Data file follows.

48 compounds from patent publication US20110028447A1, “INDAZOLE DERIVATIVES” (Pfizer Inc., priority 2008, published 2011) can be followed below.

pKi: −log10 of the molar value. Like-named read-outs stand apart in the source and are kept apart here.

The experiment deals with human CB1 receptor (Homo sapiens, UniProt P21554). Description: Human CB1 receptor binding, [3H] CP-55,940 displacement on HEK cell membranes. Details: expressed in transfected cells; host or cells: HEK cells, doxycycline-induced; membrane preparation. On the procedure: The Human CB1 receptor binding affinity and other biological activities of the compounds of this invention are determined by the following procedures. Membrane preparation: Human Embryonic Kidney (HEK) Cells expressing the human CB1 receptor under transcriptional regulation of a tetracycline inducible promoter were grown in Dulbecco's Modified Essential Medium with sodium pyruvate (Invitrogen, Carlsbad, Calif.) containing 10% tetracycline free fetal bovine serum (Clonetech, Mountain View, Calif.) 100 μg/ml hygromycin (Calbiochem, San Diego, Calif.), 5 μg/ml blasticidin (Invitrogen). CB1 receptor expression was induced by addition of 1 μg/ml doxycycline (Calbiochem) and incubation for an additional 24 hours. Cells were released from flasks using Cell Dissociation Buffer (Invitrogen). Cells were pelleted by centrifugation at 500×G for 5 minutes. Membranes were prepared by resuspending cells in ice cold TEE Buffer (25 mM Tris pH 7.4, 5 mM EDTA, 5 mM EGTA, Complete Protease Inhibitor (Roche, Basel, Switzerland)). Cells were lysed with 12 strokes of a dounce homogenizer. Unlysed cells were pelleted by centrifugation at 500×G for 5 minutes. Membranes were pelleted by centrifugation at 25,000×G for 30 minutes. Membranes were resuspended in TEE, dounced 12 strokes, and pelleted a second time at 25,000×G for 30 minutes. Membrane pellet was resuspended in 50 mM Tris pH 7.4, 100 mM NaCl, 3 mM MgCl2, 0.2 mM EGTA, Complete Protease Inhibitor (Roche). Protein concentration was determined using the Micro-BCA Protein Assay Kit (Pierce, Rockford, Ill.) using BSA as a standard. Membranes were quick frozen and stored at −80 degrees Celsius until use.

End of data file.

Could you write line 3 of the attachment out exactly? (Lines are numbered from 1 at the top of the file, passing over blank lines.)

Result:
The experiment deals with human CB1 receptor (Homo sapiens, UniProt P21554). Description: Human CB1 receptor binding, [3H] CP-55,940 displacement on HEK cell membranes. Details: expressed in transfected cells; host or cells: HEK cells, doxycycline-induced; membrane preparation. On the procedure: The Human CB1 receptor binding affinity and other biological activities of the compounds of this invention are determined by the following procedures. Membrane preparation: Human Embryonic Kidney (HEK) Cells expressing the human CB1 receptor under transcriptional regulation of a tetracycline inducible promoter were grown in Dulbecco's Modified Essential Medium with sodium pyruvate (Invitrogen, Carlsbad, Calif.) containing 10% tetracycline free fetal bovine serum (Clonetech, Mountain View, Calif.) 100 μg/ml hygromycin (Calbiochem, San Diego, Calif.), 5 μg/ml blasticidin (Invitrogen). CB1 receptor expression was induced by addition of 1 μg/ml doxycycline (Calbiochem) and incubation for an additional 24 hours. Cells were released from flasks using Cell Dissociation Buffer (Invitrogen). Cells were pelleted by centrifugation at 500×G for 5 minutes. Membranes were prepared by resuspending cells in ice cold TEE Buffer (25 mM Tris pH 7.4, 5 mM EDTA, 5 mM EGTA, Complete Protease Inhibitor (Roche, Basel, Switzerland)). Cells were lysed with 12 strokes of a dounce homogenizer. Unlysed cells were pelleted by centrifugation at 500×G for 5 minutes. Membranes were pelleted by centrifugation at 25,000×G for 30 minutes. Membranes were resuspended in TEE, dounced 12 strokes, and pelleted a second time at 25,000×G for 30 minutes. Membrane pellet was resuspended in 50 mM Tris pH 7.4, 100 mM NaCl, 3 mM MgCl2, 0.2 mM EGTA, Complete Protease Inhibitor (Roche). Protein concentration was determined using the Micro-BCA Protein Assay Kit (Pierce, Rockford, Ill.) using BSA as a standard. Membranes were quick frozen and stored at −80 degrees Celsius until use.